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Urinary Tract Infection (Children)

Urinary Tract Infection (Children) - How to prevent?

Urinary Tract Infection (Children) - Causes and Risk Factors

Urinary Tract Infection (Children) - Diagnosis

​UTI is diagnosed by testing a specimen of urine for the presence of white blood cells and bacteria.

A fresh urine specimen obtained via clean catch should be collected, avoiding contamination as far as possible. This can be done by collecting the mid-stream of the urine as the child urinates after cleaning his/her private area well. For infants, it may be necessary to collect urine by passing a fine tube into the bladder through urethra or putting a small needle into the bladder through the wall of the abdomen.

Using adhesive bags to collect urine specimens are not reliable as they are often contaminated by germs from the skin.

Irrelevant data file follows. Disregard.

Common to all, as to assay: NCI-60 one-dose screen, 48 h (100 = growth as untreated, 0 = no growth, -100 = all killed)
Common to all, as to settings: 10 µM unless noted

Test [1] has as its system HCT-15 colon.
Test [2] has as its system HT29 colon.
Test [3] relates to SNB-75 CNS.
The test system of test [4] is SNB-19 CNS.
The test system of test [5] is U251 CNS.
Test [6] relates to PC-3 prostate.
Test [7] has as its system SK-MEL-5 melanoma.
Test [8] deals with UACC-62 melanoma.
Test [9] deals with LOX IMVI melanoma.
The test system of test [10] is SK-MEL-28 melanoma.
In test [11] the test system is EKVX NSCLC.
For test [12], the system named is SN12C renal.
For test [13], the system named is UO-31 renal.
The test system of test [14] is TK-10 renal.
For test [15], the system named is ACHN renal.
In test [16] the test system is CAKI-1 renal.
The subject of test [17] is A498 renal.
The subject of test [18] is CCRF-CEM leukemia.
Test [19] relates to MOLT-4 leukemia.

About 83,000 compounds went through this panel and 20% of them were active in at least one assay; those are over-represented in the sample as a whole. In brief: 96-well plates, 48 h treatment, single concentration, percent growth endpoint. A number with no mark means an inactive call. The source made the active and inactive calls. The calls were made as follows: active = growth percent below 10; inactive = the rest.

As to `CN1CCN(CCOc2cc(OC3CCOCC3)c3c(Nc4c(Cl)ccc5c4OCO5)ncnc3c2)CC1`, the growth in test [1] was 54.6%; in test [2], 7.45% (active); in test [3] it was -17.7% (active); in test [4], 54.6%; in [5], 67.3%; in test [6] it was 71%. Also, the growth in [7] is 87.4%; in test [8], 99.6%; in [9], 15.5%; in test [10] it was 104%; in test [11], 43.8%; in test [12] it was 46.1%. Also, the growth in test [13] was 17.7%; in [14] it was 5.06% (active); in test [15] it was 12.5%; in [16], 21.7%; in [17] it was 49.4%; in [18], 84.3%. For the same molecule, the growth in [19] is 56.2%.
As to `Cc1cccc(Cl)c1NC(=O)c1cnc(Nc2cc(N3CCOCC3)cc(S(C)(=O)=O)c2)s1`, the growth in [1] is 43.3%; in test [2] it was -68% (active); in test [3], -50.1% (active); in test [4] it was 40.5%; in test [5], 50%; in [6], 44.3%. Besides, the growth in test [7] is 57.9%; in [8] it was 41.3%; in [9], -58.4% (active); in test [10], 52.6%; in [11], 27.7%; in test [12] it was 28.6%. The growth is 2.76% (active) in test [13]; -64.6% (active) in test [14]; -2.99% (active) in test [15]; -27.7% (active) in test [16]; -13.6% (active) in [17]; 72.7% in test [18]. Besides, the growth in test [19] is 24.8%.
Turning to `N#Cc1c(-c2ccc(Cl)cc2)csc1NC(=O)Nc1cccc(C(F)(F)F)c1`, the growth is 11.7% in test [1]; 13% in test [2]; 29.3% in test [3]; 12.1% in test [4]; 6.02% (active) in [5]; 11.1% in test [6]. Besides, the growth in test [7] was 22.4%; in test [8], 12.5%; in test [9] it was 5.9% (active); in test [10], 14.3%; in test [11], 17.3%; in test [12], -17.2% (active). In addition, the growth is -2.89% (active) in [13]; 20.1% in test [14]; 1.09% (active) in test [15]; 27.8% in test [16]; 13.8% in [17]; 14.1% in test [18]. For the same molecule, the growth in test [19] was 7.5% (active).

Urine specimens are usually tested with a dipstick to look for white blood cells, which can provide a clue to the presence or absence of UTI. A final diagnosis of UTI can only be made by sending the urine to the laboratory for urine culture. The culture results may take 48 to 72 hours to be ready.

Urinary Tract Infection (Children) - Preparing for surgery

Urinary Tract Infection (Children) - Post-surgery care

Urinary Tract Infection (Children) - Other Information

The information provided is not intended as medical advice. Terms of use. Information provided by SingHealth

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